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Unitary Patent & Unified Patent Court

Together, the unitary patent (UP) and Unified Patent Court (UPC) will comprise the biggest change to the patent landscape in Europe for more than 40 years. Most member states of the European Union (EU) have agreed to take part in the new system (subject to ratification), however, for the time being at least, neither Spain nor Poland are part of the unitary patent or the Unified Patent Court.

Unitary patent and Unified Patent Court advice

We are closely following the latest Unified Patent Court and Unitary Patent developments and regularly publish news updates. If you would like to receive these, or if you have any UPC related questions or feedback, please contact partner and patent attorney Kirk Gallagher or partner solicitor Richard Willoughby, or email our UP & UPC specialists at

The impact of Brexit on the UP & UPC

The UK Government has, on 28 November 2016, confirmed it will proceed with preparations to ratify the Unified Patent Court. Preparations for UK ratification of the UPC Agreement will continue over the coming months.

This announcement raises a number of questions about the unitary patent and Unified Patent Court in the light of Brexit. You can read our Brexit-related UP & UPC frequently asked questions here:

If you would like to discuss filing strategies you should have in place in preparation for the UPC, please do get in touch. You can contact our team of UP & UPC specialists at

Our guides to the UP & UPC

The unitary patent (UP)

The unitary patent will provide a single patent right across all participating EU member states who have ratified, and will co-exist with a validated conventional European patent in non-ratified participating EU member states, non-participating EU member states (such as Spain) and non-EU EPC contracting states (such as Switzerland). The UP will be obtained in much the same way as conventional European patents, the option for 'unitary patent protection' being selected within one month of grant if desired.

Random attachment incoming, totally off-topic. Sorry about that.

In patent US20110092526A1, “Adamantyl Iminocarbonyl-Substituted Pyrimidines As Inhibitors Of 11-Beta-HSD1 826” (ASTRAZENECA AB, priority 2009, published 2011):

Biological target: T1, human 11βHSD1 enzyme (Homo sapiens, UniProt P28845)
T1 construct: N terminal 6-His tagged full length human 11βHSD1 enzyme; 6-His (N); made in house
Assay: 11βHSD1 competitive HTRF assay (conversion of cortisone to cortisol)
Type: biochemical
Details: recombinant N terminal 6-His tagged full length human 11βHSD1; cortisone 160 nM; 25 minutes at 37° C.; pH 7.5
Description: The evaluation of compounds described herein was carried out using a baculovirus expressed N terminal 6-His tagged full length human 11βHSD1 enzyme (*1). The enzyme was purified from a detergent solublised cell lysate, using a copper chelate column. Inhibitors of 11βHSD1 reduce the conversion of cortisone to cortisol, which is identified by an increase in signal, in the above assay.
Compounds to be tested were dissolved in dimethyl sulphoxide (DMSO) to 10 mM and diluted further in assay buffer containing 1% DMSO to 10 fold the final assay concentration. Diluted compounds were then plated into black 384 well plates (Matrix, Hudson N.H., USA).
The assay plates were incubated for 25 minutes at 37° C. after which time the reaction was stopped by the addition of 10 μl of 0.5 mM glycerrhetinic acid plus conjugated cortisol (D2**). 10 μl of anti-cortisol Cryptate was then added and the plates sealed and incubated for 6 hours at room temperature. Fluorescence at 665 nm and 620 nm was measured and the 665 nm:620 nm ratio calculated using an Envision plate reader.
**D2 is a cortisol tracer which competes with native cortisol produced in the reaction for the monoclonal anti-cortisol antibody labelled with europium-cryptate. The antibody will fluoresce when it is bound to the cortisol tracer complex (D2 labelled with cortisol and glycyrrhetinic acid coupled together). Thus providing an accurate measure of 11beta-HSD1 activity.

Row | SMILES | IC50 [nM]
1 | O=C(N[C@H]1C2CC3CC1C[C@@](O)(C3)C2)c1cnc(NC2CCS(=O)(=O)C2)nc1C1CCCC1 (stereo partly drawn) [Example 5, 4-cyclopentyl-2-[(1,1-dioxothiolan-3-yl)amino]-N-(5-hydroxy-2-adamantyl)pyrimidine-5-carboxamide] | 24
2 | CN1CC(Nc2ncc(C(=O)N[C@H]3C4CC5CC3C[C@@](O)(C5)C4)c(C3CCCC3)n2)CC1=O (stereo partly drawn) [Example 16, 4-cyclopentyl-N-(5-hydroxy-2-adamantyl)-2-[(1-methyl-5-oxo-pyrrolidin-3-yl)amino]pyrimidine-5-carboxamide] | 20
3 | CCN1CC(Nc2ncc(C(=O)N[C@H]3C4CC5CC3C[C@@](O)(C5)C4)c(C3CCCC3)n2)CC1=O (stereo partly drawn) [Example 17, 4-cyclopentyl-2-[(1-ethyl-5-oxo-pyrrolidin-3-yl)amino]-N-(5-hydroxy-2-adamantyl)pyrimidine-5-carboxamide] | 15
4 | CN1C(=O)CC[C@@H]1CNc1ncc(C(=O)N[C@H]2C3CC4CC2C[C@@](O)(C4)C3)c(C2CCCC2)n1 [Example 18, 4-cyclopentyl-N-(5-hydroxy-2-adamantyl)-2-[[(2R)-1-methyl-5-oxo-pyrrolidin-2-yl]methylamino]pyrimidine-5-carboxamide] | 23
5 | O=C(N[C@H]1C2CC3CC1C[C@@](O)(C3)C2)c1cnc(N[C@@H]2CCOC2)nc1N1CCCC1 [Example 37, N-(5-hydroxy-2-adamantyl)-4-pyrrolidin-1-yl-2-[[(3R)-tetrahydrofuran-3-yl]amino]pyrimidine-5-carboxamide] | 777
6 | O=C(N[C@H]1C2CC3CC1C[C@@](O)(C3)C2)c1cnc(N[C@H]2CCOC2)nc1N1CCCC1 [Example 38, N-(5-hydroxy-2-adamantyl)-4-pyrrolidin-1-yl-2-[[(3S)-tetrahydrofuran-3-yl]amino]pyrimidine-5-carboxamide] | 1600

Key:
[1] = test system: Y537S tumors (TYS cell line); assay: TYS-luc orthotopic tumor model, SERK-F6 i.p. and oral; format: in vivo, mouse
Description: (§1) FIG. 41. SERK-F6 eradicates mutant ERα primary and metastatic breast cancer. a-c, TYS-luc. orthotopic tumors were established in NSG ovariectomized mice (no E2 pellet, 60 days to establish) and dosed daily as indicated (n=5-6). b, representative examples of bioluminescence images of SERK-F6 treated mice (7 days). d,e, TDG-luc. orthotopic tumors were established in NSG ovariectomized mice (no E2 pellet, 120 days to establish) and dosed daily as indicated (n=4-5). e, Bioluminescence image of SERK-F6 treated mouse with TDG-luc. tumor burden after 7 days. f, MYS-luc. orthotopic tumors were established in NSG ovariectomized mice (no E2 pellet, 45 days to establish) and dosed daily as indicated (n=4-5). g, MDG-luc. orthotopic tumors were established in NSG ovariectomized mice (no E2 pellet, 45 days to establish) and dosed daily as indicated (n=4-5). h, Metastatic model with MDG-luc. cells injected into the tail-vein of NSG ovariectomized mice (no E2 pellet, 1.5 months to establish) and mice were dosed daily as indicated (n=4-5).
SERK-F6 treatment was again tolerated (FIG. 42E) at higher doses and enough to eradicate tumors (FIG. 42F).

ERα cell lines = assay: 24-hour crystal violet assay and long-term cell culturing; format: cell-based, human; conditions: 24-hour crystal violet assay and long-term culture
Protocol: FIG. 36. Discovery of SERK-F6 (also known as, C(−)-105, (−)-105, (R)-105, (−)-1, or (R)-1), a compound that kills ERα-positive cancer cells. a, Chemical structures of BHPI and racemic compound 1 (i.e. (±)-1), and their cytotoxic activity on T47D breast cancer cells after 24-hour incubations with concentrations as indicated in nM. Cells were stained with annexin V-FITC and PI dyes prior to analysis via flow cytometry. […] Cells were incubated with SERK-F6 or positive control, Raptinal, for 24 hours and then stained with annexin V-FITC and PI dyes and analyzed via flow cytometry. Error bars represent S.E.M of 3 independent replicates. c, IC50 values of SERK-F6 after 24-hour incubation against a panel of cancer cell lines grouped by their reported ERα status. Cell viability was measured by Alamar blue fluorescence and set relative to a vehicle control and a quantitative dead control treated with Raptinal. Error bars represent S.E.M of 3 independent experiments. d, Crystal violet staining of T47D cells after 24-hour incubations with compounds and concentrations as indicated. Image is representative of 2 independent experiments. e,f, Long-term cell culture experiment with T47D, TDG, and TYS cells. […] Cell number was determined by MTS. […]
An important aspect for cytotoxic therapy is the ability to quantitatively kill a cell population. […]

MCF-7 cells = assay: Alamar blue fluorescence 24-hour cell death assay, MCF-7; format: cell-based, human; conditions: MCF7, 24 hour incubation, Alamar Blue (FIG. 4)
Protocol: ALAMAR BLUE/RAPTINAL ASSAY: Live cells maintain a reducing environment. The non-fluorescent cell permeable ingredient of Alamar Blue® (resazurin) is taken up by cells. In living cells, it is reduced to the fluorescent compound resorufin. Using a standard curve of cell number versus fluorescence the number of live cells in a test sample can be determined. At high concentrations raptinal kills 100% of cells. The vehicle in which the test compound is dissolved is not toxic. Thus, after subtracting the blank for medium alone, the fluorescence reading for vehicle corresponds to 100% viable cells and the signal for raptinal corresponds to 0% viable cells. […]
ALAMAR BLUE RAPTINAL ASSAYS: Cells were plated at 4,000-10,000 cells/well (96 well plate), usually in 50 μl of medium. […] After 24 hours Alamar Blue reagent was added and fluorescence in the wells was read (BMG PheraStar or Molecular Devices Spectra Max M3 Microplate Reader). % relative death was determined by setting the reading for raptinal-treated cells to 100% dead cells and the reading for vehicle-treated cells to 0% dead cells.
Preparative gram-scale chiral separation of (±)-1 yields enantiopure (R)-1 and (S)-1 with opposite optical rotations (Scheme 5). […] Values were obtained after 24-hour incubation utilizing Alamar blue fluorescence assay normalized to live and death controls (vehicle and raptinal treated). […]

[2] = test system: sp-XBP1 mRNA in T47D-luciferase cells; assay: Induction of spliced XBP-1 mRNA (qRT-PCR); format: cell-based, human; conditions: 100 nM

A unitary patent will be a lot cheaper than EU wide protection under the current system but just how cost effective it will be will depend on how many EPC contracting states businesses are currently validating their European patents in, and whether this number is reduced over the life of the patent. The renewal fees for a UP are founded on a 'top 4' schedule based on validation in Germany, France, UK and the Netherlands. It is not, however, possible to drop states over the 20 year term of the patent by not paying a particular renewal fee; the UP is an 'all-in or all-out scheme'. For businesses validating in more than four states and maintaining at least four states over the life of the patent, the UP is therefore likely to be cost effective. This economic attractiveness is, however, reduced for businesses only validating in eg, three states and looking to drop one or two states over the 20 year term.

The Unified Patent Court

The Unified Patent Court will be the litigation forum for unitary patents and, subject to an opt out for a transitional period, all conventional European patents. It will also be possible to opt conventional European patents back into the UPC in order to enforce centrally. This will have significant implications for all holders of European patents, who should be actively considering the impact of the UPC on their portfolios. The UPC will not cover purely national patents.

Useful links

Contact us about the UP & UPC

Contact us about the UP & UPC



UP & UPC news and articles

UP & UPC news and articles


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